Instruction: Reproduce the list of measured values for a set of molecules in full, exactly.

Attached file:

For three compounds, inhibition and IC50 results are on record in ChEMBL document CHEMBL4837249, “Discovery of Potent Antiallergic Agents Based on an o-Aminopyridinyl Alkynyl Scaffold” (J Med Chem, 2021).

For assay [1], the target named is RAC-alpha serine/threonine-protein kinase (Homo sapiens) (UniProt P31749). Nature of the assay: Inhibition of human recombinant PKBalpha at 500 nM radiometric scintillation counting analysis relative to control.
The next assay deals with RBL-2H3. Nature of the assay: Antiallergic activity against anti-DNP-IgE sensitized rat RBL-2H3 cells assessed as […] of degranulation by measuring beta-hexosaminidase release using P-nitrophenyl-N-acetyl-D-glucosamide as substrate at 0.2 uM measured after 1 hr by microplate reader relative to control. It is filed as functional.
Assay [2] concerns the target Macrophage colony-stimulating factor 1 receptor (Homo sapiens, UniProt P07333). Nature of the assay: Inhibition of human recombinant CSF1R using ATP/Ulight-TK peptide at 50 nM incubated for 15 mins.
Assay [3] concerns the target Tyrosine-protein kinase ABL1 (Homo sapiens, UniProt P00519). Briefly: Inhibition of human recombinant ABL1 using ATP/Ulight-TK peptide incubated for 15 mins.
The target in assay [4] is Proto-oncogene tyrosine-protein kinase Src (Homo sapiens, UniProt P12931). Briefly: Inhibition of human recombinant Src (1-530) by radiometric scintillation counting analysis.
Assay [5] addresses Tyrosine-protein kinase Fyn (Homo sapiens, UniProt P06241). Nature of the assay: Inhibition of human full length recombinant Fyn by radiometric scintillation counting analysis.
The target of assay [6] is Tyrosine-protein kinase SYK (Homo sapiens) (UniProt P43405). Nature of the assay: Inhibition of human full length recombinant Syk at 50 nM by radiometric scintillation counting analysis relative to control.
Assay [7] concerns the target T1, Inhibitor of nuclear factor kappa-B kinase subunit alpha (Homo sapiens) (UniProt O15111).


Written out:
For three compounds, inhibition and IC50 results are on record in ChEMBL document CHEMBL4837249, “Discovery of Potent Antiallergic Agents Based on an o-Aminopyridinyl Alkynyl Scaffold” (J Med Chem, 2021).

For assay [1], the target named is RAC-alpha serine/threonine-protein kinase (Homo sapiens) (UniProt P31749). Nature of the assay: Inhibition of human recombinant PKBalpha at 500 nM radiometric scintillation counting analysis relative to control.
The next assay deals with RBL-2H3. Nature of the assay: Antiallergic activity against anti-DNP-IgE sensitized rat RBL-2H3 cells assessed as […] of degranulation by measuring beta-hexosaminidase release using P-nitrophenyl-N-acetyl-D-glucosamide as substrate at 0.2 uM measured after 1 hr by microplate reader relative to control. It is filed as functional.
Assay [2] concerns the target Macrophage colony-stimulating factor 1 receptor (Homo sapiens, UniProt P07333). Nature of the assay: Inhibition of human recombinant CSF1R using ATP/Ulight-TK peptide at 50 nM incubated for 15 mins.
Assay [3] concerns the target Tyrosine-protein kinase ABL1 (Homo sapiens, UniProt P00519). Briefly: Inhibition of human recombinant ABL1 using ATP/Ulight-TK peptide incubated for 15 mins.
The target in assay [4] is Proto-oncogene tyrosine-protein kinase Src (Homo sapiens, UniProt P12931). Briefly: Inhibition of human recombinant Src (1-530) by radiometric scintillation counting analysis.
Assay [5] addresses Tyrosine-protein kinase Fyn (Homo sapiens, UniProt P06241). Nature of the assay: Inhibition of human full length recombinant Fyn by radiometric scintillation counting analysis.
The target of assay [6] is Tyrosine-protein kinase SYK (Homo sapiens) (UniProt P43405). Nature of the assay: Inhibition of human full length recombinant Syk at 50 nM by radiometric scintillation counting analysis relative to control.
Assay [7] concerns the target T1, Inhibitor of nuclear factor kappa-B kinase subunit alpha (Homo sapiens) (UniProt O15111).